02. Clompen Stomp 0:24
03. Spirit Of Maasluis 0:01
04. Association 2:00
05. Or Alternatively Nine 4:17
06. One To Three 2:00
07. P.C. One 1:15
08. Toverbal 1:00
09. Toverbal Sweet 12:06
10. Jasper And Out 5:26
11. The Un-Tempered Klavier And Heavy Friends 6:02
Recorded live at De Toverbal, Maassluis, Holland, May 4, 1971.
Drums, Percussion – Pierre Courbois
Electric Piano, Piano – Jasper Van't Hof
Soprano Saxophone – Lol Coxhill
Another great one from Lol Coxhill, a man who should be one of britains national treasures, as great a saxophonist as ever was,yep in my view that is, the equal of Coltrane, Parker, Lester Young, Ayler, Marion Brown , Lacy you name it.
If this sounds like offensive hype, i suggest checking out his extensive ouevre for yourselves. Coxhill remains (despite greater exposure in more recent years)just a name to most jazz fans.
heres a bit of a bio from the euro free improv pages
Organised club sessions comprising live contemporary jazz plus recordings of modern jazz musicians such as Charlie Parker, Dizzy Gillespie, Lennie Tristano, Miles Davis and Stan Kenton. From 1950 to 1951 he was 'temporarily inconvenienced by national service in the Royal Air Force' but for the rest of that decade he was a member of: Denzil Bailey's Afro-Cubists (Dizzy Gillespie, Machito compositions/ arrangements); the Graham Fleming Combo touring US air bases in England (Gerry Mulligan/Chet Baker compositions); and Sonny G and the G Men (R&B, standards). He also guested with established British contemporary jazz players, including Joe Harriott, Tubby Hayes, Oxford University Jazz Band as well as playing solo jazz and improvisations on the saxophone. Much of the early to mid 1960s was taken up with touring and accompanying/supporting visiting US artists such as Rufus Thomas (with the television and video release of Walking the dog), Martha & the Vandellas, Screamin' Jay Hawkins and Mose Allison, and to some extent this continued into the 70s with tours by Otis Spann, Champion Jack Dupree, Lowell Fulson and Alexis Korner. However, between 1968 and 1972 Coxhill formed 'Delivery' with Steve Miller, Jack Monck, Pip Pyle and Phil Miller, was a member of the 'Whole World' with Kevin Ayers, David Bedford, Mike Oldfield and numerous drummers, as well as performing in the Coxhill/Bedford duo and the Coxhill/Steve Miller duo. The twelve years from 1973 saw Lol Coxhill become more well known as an improvising musician and solo player, with appearances thoughout Great Britain, Europe, the US, Japan and Canada. At the same time he undertook numerous collaborations with improvisors (as a member of Company), jazz musicians (as a member of the Brotherhood of Breath), rock and blues musicians (The Damned), as well as appearing with experimental theatre groups such as Welfare State. Other collaborations included Trevor Watts 'Moire Music', The Spontaneous Music Ensemble, and AMM. The Recedents (with Roger Turner and Mike Cooper) was formed in this period to perform electro-acoustic improvisations and has been a long-standing interest along with the Melody Four (with Steve Beresford and Tony Coe) - performing original and standard songs, film music, theatre music, jazz and improvisations - a duo with Pat Thomas, a duo with Adam Bohman (both electo-acoustic improvisations though of a rather different hue) and membership of the Dedication Orchestra. Lol Coxhill has also worked occasionally in television and films with a part in Sally Potter's London story, Ken Campbell and Nigel Evans' The madness museum and Derek Jarman's Caravaggio.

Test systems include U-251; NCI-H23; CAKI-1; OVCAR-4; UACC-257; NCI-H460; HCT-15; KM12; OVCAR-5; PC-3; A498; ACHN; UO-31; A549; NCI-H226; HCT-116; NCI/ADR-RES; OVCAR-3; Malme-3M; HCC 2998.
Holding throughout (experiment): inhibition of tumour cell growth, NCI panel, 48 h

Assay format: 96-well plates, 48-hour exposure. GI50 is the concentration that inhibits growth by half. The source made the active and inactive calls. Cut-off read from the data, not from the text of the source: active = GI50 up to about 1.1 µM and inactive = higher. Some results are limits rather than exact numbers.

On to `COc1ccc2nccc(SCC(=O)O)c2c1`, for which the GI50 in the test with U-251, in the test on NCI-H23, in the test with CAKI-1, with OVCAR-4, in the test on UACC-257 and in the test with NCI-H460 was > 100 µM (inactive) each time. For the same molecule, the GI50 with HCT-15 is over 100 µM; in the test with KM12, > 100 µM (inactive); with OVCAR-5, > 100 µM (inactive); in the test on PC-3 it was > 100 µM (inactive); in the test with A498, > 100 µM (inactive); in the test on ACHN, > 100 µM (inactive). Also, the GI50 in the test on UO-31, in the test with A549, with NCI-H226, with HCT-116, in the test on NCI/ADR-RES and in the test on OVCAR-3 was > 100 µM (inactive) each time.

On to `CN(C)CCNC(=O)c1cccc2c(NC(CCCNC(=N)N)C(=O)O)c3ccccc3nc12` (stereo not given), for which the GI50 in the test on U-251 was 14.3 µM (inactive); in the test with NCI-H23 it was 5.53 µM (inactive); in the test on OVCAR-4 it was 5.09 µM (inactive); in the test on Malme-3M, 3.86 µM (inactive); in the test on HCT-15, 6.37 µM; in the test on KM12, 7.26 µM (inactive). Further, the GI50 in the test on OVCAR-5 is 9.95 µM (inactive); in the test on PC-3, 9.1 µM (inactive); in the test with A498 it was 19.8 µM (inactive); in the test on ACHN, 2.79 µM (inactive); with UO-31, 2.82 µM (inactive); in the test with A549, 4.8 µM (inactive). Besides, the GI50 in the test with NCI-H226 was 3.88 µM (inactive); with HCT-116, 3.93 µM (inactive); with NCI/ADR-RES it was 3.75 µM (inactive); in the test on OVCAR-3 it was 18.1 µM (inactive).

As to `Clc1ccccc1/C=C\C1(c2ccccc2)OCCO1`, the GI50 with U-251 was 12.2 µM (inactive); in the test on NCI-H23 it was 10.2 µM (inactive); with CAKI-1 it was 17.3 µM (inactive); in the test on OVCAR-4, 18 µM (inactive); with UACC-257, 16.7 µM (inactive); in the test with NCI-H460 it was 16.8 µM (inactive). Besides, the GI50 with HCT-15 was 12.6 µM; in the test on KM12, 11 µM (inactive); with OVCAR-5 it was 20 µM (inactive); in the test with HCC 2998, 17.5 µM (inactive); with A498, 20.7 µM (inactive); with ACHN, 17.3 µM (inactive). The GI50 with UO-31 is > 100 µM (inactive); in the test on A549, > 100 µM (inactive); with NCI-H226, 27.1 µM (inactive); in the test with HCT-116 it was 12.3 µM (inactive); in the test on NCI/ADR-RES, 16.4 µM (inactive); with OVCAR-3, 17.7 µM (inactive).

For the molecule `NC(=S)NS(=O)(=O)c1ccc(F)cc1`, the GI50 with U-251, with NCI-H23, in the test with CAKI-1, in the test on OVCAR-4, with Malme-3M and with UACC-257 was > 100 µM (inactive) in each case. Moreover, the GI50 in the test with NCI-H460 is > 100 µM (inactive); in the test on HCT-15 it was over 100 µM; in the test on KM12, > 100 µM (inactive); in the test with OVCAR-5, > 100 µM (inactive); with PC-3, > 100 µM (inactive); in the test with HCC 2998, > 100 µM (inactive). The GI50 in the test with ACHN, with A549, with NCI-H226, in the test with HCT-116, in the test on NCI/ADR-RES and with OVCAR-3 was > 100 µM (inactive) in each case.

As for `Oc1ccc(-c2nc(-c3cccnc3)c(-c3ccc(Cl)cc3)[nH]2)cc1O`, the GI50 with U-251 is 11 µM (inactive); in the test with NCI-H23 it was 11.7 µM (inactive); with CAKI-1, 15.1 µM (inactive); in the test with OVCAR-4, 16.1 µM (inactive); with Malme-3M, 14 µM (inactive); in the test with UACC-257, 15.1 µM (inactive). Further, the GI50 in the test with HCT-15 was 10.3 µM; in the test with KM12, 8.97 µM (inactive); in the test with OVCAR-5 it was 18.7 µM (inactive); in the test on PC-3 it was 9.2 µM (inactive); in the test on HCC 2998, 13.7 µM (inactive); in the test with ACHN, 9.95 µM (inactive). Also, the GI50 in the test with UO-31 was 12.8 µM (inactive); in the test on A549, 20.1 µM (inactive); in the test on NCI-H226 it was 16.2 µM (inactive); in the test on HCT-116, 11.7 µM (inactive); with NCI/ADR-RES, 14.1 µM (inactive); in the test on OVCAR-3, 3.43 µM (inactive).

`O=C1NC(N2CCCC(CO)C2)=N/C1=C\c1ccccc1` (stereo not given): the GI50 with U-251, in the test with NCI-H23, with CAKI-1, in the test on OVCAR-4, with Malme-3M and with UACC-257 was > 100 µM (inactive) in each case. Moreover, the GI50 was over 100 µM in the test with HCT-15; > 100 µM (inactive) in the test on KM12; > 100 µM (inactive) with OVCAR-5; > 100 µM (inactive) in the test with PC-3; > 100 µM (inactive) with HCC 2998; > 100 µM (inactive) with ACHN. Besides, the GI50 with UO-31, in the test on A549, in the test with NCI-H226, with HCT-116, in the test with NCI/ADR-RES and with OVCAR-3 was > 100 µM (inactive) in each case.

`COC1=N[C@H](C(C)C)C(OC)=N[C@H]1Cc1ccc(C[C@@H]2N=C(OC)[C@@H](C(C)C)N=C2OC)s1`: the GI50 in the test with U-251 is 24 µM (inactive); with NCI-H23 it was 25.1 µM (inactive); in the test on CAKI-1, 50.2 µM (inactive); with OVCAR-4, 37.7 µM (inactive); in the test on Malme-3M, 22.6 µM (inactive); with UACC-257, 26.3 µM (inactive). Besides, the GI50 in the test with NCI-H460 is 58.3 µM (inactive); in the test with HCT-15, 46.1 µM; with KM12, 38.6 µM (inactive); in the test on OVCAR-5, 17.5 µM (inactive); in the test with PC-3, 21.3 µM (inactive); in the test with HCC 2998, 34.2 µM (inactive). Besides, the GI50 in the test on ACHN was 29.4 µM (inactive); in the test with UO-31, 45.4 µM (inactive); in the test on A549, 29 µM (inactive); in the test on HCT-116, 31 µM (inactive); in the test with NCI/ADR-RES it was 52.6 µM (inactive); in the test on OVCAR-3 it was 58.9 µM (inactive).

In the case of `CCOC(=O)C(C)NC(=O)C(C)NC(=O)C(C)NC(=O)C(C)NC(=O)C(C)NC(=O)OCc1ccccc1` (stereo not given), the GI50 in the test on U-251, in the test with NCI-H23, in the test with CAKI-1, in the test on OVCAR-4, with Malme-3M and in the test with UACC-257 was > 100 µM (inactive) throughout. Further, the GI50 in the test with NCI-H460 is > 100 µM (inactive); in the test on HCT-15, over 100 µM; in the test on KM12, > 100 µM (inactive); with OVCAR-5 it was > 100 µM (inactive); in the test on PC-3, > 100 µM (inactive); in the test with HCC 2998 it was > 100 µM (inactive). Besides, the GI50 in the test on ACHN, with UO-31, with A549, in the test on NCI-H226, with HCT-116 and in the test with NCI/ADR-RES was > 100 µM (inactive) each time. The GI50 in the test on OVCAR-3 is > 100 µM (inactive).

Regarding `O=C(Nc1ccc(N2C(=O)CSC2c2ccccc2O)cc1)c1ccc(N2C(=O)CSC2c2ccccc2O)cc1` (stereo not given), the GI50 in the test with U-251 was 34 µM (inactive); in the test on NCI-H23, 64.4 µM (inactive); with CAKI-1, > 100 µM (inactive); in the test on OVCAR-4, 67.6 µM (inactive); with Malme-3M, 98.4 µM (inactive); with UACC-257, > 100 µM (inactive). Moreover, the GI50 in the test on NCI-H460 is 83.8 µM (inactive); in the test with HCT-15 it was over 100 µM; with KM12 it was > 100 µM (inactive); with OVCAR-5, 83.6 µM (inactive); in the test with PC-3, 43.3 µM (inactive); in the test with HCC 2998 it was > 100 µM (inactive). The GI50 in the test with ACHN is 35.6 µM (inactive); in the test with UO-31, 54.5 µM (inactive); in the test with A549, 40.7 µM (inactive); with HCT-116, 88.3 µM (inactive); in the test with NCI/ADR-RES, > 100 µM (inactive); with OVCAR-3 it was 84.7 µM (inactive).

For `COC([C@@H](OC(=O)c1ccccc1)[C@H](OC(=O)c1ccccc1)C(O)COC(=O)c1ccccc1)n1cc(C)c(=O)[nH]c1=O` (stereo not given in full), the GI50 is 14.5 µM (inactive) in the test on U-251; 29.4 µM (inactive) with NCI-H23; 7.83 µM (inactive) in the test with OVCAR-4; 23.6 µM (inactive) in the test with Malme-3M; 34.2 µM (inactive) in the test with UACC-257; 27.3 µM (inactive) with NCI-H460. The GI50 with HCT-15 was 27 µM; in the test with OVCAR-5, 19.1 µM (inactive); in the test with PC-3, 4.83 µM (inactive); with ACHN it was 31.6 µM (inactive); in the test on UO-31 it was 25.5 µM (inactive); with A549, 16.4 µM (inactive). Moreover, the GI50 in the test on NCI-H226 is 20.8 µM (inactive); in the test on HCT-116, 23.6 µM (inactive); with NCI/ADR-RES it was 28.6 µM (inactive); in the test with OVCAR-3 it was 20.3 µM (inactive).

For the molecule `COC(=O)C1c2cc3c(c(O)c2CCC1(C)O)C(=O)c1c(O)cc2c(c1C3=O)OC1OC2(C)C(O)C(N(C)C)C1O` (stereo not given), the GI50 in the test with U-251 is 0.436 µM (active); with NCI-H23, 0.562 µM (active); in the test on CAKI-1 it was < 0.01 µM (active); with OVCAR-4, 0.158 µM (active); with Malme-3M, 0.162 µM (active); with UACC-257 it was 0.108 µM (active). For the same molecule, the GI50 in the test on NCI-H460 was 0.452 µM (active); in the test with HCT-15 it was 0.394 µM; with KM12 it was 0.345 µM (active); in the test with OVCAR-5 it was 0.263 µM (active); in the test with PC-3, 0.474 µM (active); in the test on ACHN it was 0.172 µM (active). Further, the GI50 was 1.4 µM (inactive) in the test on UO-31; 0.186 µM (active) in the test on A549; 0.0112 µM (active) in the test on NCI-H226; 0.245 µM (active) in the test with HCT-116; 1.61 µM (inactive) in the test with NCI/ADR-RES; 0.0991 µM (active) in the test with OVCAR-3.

National Steel guitarist Mike Cooper, once said he thought lol's relative obscurity was a consequence of his lack of, self salesmanship combined with the fact that he was always too busy just living and breathing music, and raising his children as a single father. if talent and boundless imagination determined a musicians financial status ,lol coxhill would be a multi millionaire celebrated throughout the world as one of the most singular jazz giants of the last 50 years. i say jazz ,because no matter what the setting, wether with free improvisers a rock band, or playing hawaian music, Coxhill always sounds jazzy and joyously so this album may not be his best and it was pretty poorly recorded ,no doubt on a shoe string budget, but coxhill is riveting from first to last. at times his companions seem to provide a 3rd rate canterbury style fusion, most of the nuance in the drumming and the electric piano parts are blotted out my the one dimensional sound .This album was briefly it seems reissued with extra material in 1997, but is not listed on their websites catalog, and references to it are pretty few and far between. we are assuming therefore with a high level of certainty that its OOP. if the cd ever comes back in print snap it up!